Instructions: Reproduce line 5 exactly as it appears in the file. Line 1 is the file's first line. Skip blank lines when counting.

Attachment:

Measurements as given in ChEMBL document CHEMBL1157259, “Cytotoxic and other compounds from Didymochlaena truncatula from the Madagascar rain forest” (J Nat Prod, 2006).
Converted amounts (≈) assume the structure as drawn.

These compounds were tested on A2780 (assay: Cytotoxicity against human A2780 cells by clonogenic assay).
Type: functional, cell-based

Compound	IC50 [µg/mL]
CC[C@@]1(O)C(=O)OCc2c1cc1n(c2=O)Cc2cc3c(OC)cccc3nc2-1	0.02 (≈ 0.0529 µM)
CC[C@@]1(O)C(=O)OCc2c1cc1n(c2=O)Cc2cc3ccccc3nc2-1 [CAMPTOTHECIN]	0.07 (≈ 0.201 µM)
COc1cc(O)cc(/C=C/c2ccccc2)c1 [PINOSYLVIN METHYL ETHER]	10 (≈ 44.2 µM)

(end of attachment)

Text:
Compound	IC50 [µg/mL]